Dog toy  buying guide

Dog toy buying guide

Pauline, Self-taught handyman, Leeds

Guide written by:

Pauline, Self-taught handyman, Leeds

89 guides

From chewing to sniffing, chasing to tug of war, there are plenty of activities to keep your dog happy and feeling good. Luckily, you have a range of accessories to help you out: balls, squeaker toys, activity boards, soft toys, tug ropes... the choice is endless. Read on to find your pooch's next favourite toy!

Important features

  • Toy type
  • Material
  • Basic or interactive
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Soft toys for dogs


Soft toys are generally one of the first things we reach for to fill up the dog bed. These toys can offer comfort, be used as a reward or even to motivate dogs when out and about.

Different types of soft toys for dogs

  • Classic soft toys come in all different sizes and may or may not feature a squeaker.
  • Toys without stuffing will last longer.
  • Soft toys in various materials offer different sensations for the dog to chew on.

For your dog's safety, you should closely monitor the condition of the toy.
As soon as your dog begins to make holes in the toy and tear out the stuffing, take away the filling to avoid the risk of intestinal blockage.

Balls for chasing and chewing on


Balls are generally the first toys that come to mind when you're looking to get your dog interested in play. But not all dogs like to do the same things with these toys!

So what can you do with a dog ball?

  • Use it to play fetch both indoors and outdoors.
  • Use it as a chew toy.
  • Allow your dog to tear off the felt from tennis balls.

Some balls feature a squeaker while others do not. They may also have a smooth surface or a textured surface; the latter option can be made up of small spikes to massage the dog's gums and help to combat tartar.

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Balls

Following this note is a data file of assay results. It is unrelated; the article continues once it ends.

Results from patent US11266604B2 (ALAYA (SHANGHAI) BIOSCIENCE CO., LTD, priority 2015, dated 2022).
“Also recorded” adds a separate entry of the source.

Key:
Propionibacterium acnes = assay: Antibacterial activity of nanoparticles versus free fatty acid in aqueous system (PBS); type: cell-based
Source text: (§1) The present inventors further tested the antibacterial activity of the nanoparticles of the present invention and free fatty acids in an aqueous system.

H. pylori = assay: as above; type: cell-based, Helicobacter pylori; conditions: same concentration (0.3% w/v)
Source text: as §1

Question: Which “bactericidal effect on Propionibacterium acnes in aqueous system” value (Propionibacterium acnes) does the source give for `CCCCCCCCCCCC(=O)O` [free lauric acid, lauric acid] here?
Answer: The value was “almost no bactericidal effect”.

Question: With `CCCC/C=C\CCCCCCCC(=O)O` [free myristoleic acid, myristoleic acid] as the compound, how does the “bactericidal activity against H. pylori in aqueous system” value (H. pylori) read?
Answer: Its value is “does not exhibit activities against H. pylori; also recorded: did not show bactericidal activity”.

Braided and knotted ropes


Looking for a strong dog toy to get your pooch tired out and having fun on their own?

Multi-coloured cotton rope toys are very affordable and multi-purpose.

  • They help to relieve your furry friend's need to chew.
  • They can be used to play fetch (either with a basic cord or one attached to a ball).
  • They can be used to play tug of war with your dog.

While dog rope toys are very practical for day-to-day use, be sure to remove any loose pieces and to change the toy when it gets in poor condition.

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Chew toys


Chewing is one of the greatest pleasures of dogs both young and old. To avoid avoid your dog wreaking havoc around the house or garden, provide them with specially designed chewing sticks or bones. Chew toys for dogs don't necessarily have to be edible.
Toys in the shape of bones, for example, are simply designed to satisfy your dog's desire to chew. They can be made of plant-based materials, deer antlers or plastic.

Solid toys are more hard-wearing as dogs can easily break through toys with hollow parts while chewing – especially toys with squeakers inside.

For rawhide or bully stick-type treats you need to be very careful about how the product is treated. Accidents can also occur if your dog chews the stick down until it is almost finished and ingests it.
Instead, you can opt for something like a non-toxic tree root, which is very resistant, or a natural, untreated bone with no added sugar.

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Dog's

Interactive or treat-filled dog toys


Dog toys designed to be filled with treats or wet dog food are very popular just now – and for good reason! They allow dogs to enjoy an activity all by themselves without any input from the owner.

So what kind of treat toys can you give your dog?

  • Kongs: come in all different sizes and in resistant and extremely resistant varieties. They may be cone-shaped or bone-shaped with fillable ends.
  • Treat distributors: such as Pipolino, balls with holes, rocking Kongs, etc.
  • Sniffing mat or snuffle mat: a mat with fleece strands used to hide treats.
  • Activity boards with drawers, holes and other doors.

In short, there is a wide range of dog toys on the market so you're sure to find something to suit your dog's preferences. All that's left to do is let your canine pal try out a few options!

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Guide written by:

Pauline, Self-taught handyman, Leeds, 89 guides

Pauline, Self-taught handyman, Leeds

With a handyman-father, I grew up with the soft sound of the sander and hammer on weekends. I am both manual and cerebral (yes, it is possible.), I learned the basics of DIY and the customization of furniture because I was passionate. The salvage mentality is a true way of life that allowed me to know how to use all the tools and products needed to give something a second life, from sander to varnish. I have two favorite activities: the transformation of old furniture and decoration tips. I am always ready to lend a helping hand to revamp a table or to restore a mirror that was intended for the trash that will become a friend’s centerpiece. I’m convinced that it’s possible to reinvent an interior by small, regular modifications, I constantly research low-cost, test ideas.

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